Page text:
Rebecca Sperry, known as “Socked In” to the hiking community, discovered the challenge and austere beauty of New England hiking during a period of intense mental health challenges, and has since built her recreational existence around a gritty drive to push herself solo year-round in the mountains.
Sperry’s history with mental health includes decades of dealing with diagnosed panic disorder, which comes with anxiety and various phobias. This past year, Rebecca took on the extreme challenge of the Single Year Redline. This meant she was attempting to hike all of the trails in the White Mountain Guidebook, which ends up being around 1,800. Redlining is a niche New England endeavor, and is usually something people spend a lifetime working on.
“I pursue challenges like the single-year redline to push myself mentally. I want to see how far I can take things,” Sperry says of the challenge. “It amazes me time and time again just how much I can take mentally.”
In-depth research on mental health in athletes is still relatively limited, and the findings are inconsistent. Much of the conversation comes from personal stories, and more recently, an open discussion regarding mental health struggles. There is an increasing body of work—both anecdotal and empirical—beginning to shed light on the formerly taboo subject about mental health in athletes, but it’s a relatively recent conversation.
Elite athletes are looked up to, idolized at a certain level. They embody a fierceness and untouchable quality that sheds the potential for weakness, which has created an aura around them that doesn’t leave space for personality traits and struggles that could be perceived as “weak.”
The ability to push through intense physical challenges isn’t limited to people who have experienced dark periods of mental health, but having fought through those times and come out on the other side can assist in present athletic challenges. “Taking on extreme things is my way of throwing up the middle finger to my panic disorder,” Sperry says. “It’s a way to say ‘you're not going to rule my life anymore.’ ”
Whether it’s a coping mechanism, a predisposition to put themselves through intense challenges, or an ability to “suffer better,” Rebecca believes that ”taking on physical challenges helps athletes process things, gives them something positive to work towards and shows them how strong they are both physically and mentally.”
An endurance event within a specified time frame—an FKT, a single-year redline, an ultramarathon—takes an incredible toll on your body. There is pain and heightened levels of sensation and suffering. But in this suffering, there is also accomplishment, and the entire experience is contained.
“Suffering is a tangible experience in endurance,” says Horton. “Conversely, there are painful experiences in life that don’t have a start and finish, a training plan, mode of operations. Those are the greater struggles of just being a person.”
In their challenges in the mountains, athletes are solving a problem of their own desire and creation. Their singular focus is a drive to reach the finish line, whether it’s crossing off trails in a book, clocking hundreds of miles under a certain time, crossing under a banner at the end of a race.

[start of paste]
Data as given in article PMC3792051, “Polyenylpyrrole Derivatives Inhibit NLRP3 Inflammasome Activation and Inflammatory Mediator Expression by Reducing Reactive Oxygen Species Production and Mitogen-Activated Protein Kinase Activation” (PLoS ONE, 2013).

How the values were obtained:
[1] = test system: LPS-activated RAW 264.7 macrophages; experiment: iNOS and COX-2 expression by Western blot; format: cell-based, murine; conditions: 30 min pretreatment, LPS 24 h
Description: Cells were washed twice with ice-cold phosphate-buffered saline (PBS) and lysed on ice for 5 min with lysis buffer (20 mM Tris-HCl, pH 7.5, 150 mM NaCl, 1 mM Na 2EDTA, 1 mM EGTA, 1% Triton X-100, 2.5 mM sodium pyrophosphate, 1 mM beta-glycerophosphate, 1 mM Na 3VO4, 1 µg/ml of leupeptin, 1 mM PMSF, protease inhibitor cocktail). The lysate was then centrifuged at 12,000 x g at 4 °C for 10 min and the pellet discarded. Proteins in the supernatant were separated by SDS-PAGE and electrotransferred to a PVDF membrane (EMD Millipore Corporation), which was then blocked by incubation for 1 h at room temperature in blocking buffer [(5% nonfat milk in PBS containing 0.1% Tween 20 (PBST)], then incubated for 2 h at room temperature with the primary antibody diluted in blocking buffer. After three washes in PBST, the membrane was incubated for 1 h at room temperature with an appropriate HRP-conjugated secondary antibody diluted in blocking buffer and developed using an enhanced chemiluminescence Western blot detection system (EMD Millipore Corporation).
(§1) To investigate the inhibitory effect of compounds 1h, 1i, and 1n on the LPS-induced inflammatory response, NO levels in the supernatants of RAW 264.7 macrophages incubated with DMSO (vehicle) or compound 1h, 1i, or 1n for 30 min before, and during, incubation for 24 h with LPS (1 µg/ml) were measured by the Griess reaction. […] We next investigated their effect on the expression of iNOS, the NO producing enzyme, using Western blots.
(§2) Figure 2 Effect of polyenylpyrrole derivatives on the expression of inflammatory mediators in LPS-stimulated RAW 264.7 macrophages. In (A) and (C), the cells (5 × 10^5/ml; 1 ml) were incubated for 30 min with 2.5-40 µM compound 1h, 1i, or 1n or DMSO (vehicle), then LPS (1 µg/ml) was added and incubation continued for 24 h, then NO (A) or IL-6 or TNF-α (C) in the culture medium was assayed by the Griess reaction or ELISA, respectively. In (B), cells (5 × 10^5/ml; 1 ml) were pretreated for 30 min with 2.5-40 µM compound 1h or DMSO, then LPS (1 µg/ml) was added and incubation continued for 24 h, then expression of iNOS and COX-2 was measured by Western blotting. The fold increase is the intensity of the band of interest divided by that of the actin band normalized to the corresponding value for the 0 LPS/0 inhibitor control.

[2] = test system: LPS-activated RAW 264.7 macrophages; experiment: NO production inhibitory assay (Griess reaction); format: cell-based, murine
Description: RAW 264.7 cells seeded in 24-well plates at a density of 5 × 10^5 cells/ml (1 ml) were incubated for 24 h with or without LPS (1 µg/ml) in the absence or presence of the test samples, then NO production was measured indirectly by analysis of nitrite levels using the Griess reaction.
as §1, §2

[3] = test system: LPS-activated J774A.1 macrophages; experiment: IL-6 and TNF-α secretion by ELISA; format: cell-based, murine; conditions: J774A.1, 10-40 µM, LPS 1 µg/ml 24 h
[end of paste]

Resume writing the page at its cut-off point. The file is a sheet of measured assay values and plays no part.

Endurance athletes are regarded in such a way that their willingness to discuss their experiences means less people feel alone in a struggle experienced by so many. This is just the start of a conversation surrounding the subject, and with more openness from athletes and the trickle-down effect into all tiers of the endurance world, the stigma is letting up.
The more we talk about these things, the less taboo the discussions become, and the more can be understood about the ways people deal with struggles and process their own internal challenges.
If you or someone you know is struggling, please reach out to the National Suicide Prevention Lifeline '1-800-273-TALK (8255)' or text TALK to 741741, the texting hotline.
About the Author
Maggie Slepian is a full-time freelance writer based in Bozeman, Montana. She is the co-founder of BackpackingRoutes.com, and is tentatively planning four thru-hikes for 2021... in the name of website research. Follow her on Instagram here, and find writing clips and contact info at Maggieslepian.com
Hughes L, Leavey G. “Setting the bar: athletes and vulnerability to mental illness.” Br J Psychiatry. (2012)
Doherty S, Hannigan B, Campbell MJ. “The Experience of Depression during the Careers of Elite Male Athletes.” Front Psychol. (2016)
Pearson DG, Craig T. “The great outdoors? Exploring the mental health benefits of natural environments” Front Psychol. (2014)
Cook, Joshua J. “The Relationship Between Mental Health and Ultra-Running: A Case Study” ScholarWorks-UARK. (2018)
Buck K, Spittler J, Reed A, Khodaee M. “Psychological Attributes of Ultramarathoners” Wilderness and Environmental Medicine. (2017)
May 9, 2022
Outdoor Life: Do You Really Need a Water Filter for Backpacking and Mountain Hunting?
My only complaint is that eventually, backflushing won’t be enough. These can clog up after some time and no amount of back flushing will fix its low flow. I went through 2 on the AT. However, it will attach to Smart Water Bottles and most bladders!
Built for backcountry reliability and portability, the Sawyer Squeeze filter is our pick for the best portable water purifier.
The Sawyer Squeeze was (by far) the most common Pacific Crest Trail water filter this year – for the fifth year in a row. It’s a $39, 3 oz / 85 g hollow fiber filter that rids your drinking water of protozoa and bacteria (and floaties). It can be used with Sawyer bags (included with the filter) or with compatible water bottles (Smartwater is the bottle of choice for many hikers).